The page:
Lasers squeezed iron to mimic the conditions of exoplanet cores

laser and exoplanet
UNDER PRESSURE Using lasers, scientists compressed iron to high pressures that are likely found in large, rocky exoplanets’ cores. Here, an image of inside the laser chamber is shown with an artist’s rendering of an exoplanet.

Physicists have simulated the cores of some large rocky exoplanets by pummeling iron with lasers. The resulting measurements give the first clue to how iron might behave inside planets outside the solar system that are several times the mass of Earth, researchers report April 16 in Nature Astronomy.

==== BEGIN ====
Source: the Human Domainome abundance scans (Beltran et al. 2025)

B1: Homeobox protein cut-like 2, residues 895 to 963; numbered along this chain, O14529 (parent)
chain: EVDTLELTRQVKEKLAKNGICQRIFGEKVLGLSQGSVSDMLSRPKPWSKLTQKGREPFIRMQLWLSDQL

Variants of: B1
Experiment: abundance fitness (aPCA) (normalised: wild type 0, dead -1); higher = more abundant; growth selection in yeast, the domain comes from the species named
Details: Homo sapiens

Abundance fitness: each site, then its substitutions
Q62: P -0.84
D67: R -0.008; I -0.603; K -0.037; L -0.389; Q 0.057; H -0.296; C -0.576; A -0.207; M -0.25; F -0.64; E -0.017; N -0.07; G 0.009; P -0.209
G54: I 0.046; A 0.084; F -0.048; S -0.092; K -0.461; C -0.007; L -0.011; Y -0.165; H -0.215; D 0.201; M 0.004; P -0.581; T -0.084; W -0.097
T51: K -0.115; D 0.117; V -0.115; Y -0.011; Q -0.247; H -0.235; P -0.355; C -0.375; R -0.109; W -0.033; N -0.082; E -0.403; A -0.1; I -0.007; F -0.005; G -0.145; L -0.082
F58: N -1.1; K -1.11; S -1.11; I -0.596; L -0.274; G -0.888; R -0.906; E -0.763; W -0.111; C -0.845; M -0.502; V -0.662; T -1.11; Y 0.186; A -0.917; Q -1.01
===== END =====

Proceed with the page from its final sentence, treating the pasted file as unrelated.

“Until now, there’s been no data available on the state of these materials at the center of large exoplanets,” says Ray Smith, a physicist at Lawrence Livermore National Laboratory in California.

Working at the National Ignition Facility, Smith and his colleagues aimed 176 lasers at a pellet of iron a few micrometers thick wrapped in a gold cylinder. The lasers delivered enough energy over 30 billionths of a second to compress the iron to pressures up to 14 million times Earth’s atmospheric pressure at…

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